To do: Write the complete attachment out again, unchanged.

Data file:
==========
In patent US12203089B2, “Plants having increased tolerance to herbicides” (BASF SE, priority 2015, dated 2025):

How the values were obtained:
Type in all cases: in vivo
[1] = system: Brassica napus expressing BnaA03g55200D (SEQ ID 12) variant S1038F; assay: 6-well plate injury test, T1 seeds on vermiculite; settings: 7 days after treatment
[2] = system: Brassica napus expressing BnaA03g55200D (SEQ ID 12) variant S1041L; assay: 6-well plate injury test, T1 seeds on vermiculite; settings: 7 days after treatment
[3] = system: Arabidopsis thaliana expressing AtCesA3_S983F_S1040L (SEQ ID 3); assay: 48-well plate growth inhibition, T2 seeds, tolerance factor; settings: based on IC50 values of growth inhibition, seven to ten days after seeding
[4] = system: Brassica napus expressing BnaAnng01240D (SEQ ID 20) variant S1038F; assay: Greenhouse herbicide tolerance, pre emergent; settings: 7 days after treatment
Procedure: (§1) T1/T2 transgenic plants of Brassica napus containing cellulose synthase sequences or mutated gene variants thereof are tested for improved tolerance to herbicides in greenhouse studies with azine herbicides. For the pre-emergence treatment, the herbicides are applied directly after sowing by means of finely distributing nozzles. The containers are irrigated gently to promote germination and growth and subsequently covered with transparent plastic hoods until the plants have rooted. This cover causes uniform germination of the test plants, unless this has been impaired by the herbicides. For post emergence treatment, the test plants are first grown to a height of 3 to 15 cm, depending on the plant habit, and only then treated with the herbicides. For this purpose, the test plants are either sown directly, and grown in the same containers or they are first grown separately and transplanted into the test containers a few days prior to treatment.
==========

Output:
In patent US12203089B2, “Plants having increased tolerance to herbicides” (BASF SE, priority 2015, dated 2025):

How the values were obtained:
Type in all cases: in vivo
[1] = system: Brassica napus expressing BnaA03g55200D (SEQ ID 12) variant S1038F; assay: 6-well plate injury test, T1 seeds on vermiculite; settings: 7 days after treatment
[2] = system: Brassica napus expressing BnaA03g55200D (SEQ ID 12) variant S1041L; assay: 6-well plate injury test, T1 seeds on vermiculite; settings: 7 days after treatment
[3] = system: Arabidopsis thaliana expressing AtCesA3_S983F_S1040L (SEQ ID 3); assay: 48-well plate growth inhibition, T2 seeds, tolerance factor; settings: based on IC50 values of growth inhibition, seven to ten days after seeding
[4] = system: Brassica napus expressing BnaAnng01240D (SEQ ID 20) variant S1038F; assay: Greenhouse herbicide tolerance, pre emergent; settings: 7 days after treatment
Procedure: (§1) T1/T2 transgenic plants of Brassica napus containing cellulose synthase sequences or mutated gene variants thereof are tested for improved tolerance to herbicides in greenhouse studies with azine herbicides. For the pre-emergence treatment, the herbicides are applied directly after sowing by means of finely distributing nozzles. The containers are irrigated gently to promote germination and growth and subsequently covered with transparent plastic hoods until the plants have rooted. This cover causes uniform germination of the test plants, unless this has been impaired by the herbicides. For post emergence treatment, the test plants are first grown to a height of 3 to 15 cm, depending on the plant habit, and only then treated with the herbicides. For this purpose, the test plants are either sown directly, and grown in the same containers or they are first grown separately and transplanted into the test containers a few days prior to treatment.